Yes, I know there is no cut out for the spring hanger box section but at this stage I had no reference point as to where it goes.
The final picture for today shows the inner rear bulkhead clipped into place. Also the spring hanger section has been fitted and held in with Cleco clips and a repair section along the top of the bulkheads has been tacked into place. When I’m happy everything aligns ok then they will be welded into place.
I have already started cutting the toe board away but no pictures yet so that will have to wait for another day.
Managed a couple of hours slowly removing the offside rear bulkhead. It has been slow progress due to the number of patch repairs in the past and I wanted to retain some reference points for aligning the replacement panels.
Good job I’ve a tiled floor in the garage – it will feature in a lot of photos for the time being.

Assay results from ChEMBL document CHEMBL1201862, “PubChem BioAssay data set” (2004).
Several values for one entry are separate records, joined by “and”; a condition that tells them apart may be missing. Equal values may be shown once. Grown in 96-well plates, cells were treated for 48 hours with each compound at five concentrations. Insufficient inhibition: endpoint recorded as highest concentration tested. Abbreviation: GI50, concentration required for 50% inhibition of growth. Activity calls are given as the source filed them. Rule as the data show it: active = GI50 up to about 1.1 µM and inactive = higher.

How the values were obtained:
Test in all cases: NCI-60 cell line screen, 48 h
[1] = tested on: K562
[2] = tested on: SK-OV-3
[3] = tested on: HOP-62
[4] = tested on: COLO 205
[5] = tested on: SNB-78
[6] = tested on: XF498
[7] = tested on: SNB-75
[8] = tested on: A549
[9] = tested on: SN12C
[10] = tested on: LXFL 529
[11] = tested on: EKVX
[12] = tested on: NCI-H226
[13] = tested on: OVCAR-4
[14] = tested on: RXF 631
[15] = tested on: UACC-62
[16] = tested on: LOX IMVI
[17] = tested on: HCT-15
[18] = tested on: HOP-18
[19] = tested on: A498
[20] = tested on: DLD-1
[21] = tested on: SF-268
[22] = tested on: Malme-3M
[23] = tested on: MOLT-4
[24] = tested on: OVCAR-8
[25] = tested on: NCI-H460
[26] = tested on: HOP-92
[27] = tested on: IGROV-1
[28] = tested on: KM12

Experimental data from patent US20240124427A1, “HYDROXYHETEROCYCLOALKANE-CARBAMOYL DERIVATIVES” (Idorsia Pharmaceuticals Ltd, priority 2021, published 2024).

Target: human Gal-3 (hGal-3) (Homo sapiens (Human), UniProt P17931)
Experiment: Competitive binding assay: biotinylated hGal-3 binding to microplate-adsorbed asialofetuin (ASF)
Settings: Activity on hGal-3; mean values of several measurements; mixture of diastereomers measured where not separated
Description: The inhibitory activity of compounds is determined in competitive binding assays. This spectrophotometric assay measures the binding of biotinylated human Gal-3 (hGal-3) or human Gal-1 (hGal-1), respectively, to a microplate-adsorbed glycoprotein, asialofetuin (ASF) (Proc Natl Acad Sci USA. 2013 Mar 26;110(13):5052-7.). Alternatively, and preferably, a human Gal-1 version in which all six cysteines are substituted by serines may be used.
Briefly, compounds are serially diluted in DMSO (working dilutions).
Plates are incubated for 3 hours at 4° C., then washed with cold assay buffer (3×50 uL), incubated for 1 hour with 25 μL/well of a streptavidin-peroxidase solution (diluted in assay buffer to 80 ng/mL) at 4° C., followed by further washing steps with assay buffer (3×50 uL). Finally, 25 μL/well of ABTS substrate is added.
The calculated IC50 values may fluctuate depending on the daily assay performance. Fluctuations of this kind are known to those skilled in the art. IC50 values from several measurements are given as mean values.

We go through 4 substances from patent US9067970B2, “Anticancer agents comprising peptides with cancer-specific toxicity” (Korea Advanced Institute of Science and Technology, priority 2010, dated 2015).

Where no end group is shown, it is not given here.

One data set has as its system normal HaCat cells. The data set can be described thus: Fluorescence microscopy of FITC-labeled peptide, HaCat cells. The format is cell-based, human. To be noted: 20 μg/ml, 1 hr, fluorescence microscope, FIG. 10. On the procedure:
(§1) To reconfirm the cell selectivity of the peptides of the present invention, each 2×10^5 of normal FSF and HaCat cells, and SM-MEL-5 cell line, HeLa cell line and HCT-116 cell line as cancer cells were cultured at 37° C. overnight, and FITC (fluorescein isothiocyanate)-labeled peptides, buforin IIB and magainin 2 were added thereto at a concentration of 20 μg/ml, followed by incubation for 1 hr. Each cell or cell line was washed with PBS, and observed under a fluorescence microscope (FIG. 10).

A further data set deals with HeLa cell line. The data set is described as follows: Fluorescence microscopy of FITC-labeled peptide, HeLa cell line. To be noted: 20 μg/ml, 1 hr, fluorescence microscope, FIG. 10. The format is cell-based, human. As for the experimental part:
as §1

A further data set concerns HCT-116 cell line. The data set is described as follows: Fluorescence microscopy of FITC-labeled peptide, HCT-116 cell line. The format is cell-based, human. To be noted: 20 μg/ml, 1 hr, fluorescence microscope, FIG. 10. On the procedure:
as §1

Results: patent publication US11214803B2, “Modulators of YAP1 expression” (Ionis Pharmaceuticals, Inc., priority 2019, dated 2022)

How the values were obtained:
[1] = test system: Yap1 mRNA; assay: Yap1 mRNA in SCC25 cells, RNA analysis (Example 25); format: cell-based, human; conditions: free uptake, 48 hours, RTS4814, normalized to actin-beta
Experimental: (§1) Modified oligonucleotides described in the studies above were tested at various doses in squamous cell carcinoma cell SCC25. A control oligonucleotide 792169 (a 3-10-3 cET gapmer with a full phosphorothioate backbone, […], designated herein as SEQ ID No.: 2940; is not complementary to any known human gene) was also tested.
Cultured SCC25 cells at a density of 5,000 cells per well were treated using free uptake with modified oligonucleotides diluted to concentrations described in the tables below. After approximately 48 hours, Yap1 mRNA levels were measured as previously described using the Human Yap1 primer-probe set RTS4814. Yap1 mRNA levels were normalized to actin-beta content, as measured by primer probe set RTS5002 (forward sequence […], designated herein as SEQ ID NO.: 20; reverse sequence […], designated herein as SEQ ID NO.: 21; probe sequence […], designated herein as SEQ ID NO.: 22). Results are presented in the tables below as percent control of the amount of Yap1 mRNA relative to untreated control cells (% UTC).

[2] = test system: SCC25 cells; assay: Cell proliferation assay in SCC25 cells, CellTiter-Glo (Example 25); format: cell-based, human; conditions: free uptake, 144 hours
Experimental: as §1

The plan is to make a replacement rear outer bulkhead. I have a replacement inner panel and a new spring hanger box section plus floor pan. Lots more cutting away and rest removal before I even get close to fitting in a new panel.
Work has been slow on stripping the Midget as I’ve been doing other task to create some space in the workshop. Today I’ve finally stripped the last of the easily removable stuff from the chassis and there are just a few clips and bits left in place – plus the window glass and mechanisms.
The body is in a bad way and there is plenty of evidence of a bodged refurb that I suspect was done about 10 years ago. Plenty of hard filler in the floor pan to cover the holes and lots of underbody seal to hide the bodge.
I’ve been buying new panels ( sills, floor pans and cross members ) but more are required. Just glad there is no race against time to get this done.